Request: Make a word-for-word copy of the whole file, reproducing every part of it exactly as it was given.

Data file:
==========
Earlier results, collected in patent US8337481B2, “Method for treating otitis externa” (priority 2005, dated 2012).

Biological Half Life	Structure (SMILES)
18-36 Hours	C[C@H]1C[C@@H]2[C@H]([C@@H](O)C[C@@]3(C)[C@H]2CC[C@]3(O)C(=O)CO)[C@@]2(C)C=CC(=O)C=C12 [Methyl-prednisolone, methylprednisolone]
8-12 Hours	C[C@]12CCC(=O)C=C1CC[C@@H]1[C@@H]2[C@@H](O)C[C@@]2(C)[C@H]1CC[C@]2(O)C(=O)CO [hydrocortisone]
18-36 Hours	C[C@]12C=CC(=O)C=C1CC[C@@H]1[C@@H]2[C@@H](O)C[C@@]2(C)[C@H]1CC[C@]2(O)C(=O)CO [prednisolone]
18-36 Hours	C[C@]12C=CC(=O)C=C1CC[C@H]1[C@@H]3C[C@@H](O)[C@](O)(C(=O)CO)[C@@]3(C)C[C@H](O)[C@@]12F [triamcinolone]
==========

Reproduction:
Earlier results, collected in patent US8337481B2, “Method for treating otitis externa” (priority 2005, dated 2012).

Biological Half Life	Structure (SMILES)
18-36 Hours	C[C@H]1C[C@@H]2[C@H]([C@@H](O)C[C@@]3(C)[C@H]2CC[C@]3(O)C(=O)CO)[C@@]2(C)C=CC(=O)C=C12 [Methyl-prednisolone, methylprednisolone]
8-12 Hours	C[C@]12CCC(=O)C=C1CC[C@@H]1[C@@H]2[C@@H](O)C[C@@]2(C)[C@H]1CC[C@]2(O)C(=O)CO [hydrocortisone]
18-36 Hours	C[C@]12C=CC(=O)C=C1CC[C@@H]1[C@@H]2[C@@H](O)C[C@@]2(C)[C@H]1CC[C@]2(O)C(=O)CO [prednisolone]
18-36 Hours	C[C@]12C=CC(=O)C=C1CC[C@H]1[C@@H]3C[C@@H](O)[C@](O)(C(=O)CO)[C@@]3(C)C[C@H](O)[C@@]12F [triamcinolone]